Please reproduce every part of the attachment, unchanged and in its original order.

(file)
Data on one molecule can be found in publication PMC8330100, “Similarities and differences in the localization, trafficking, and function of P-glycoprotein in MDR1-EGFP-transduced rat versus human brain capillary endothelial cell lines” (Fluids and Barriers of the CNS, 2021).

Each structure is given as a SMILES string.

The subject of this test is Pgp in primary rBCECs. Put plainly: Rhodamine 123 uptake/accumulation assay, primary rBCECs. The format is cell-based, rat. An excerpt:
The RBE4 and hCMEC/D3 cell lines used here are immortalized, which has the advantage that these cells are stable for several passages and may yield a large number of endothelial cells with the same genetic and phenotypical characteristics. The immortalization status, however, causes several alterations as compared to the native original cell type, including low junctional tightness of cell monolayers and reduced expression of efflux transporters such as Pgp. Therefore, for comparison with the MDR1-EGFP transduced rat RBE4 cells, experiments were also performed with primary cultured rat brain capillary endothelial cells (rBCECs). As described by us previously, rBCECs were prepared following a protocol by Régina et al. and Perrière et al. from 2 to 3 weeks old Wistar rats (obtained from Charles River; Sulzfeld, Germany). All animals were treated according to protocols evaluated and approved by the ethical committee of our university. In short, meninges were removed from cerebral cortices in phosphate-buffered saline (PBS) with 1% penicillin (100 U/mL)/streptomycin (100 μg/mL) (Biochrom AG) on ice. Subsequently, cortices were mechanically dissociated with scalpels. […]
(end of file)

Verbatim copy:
Data on one molecule can be found in publication PMC8330100, “Similarities and differences in the localization, trafficking, and function of P-glycoprotein in MDR1-EGFP-transduced rat versus human brain capillary endothelial cell lines” (Fluids and Barriers of the CNS, 2021).

Each structure is given as a SMILES string.

The subject of this test is Pgp in primary rBCECs. Put plainly: Rhodamine 123 uptake/accumulation assay, primary rBCECs. The format is cell-based, rat. An excerpt:
The RBE4 and hCMEC/D3 cell lines used here are immortalized, which has the advantage that these cells are stable for several passages and may yield a large number of endothelial cells with the same genetic and phenotypical characteristics. The immortalization status, however, causes several alterations as compared to the native original cell type, including low junctional tightness of cell monolayers and reduced expression of efflux transporters such as Pgp. Therefore, for comparison with the MDR1-EGFP transduced rat RBE4 cells, experiments were also performed with primary cultured rat brain capillary endothelial cells (rBCECs). As described by us previously, rBCECs were prepared following a protocol by Régina et al. and Perrière et al. from 2 to 3 weeks old Wistar rats (obtained from Charles River; Sulzfeld, Germany). All animals were treated according to protocols evaluated and approved by the ethical committee of our university. In short, meninges were removed from cerebral cortices in phosphate-buffered saline (PBS) with 1% penicillin (100 U/mL)/streptomycin (100 μg/mL) (Biochrom AG) on ice. Subsequently, cortices were mechanically dissociated with scalpels. […]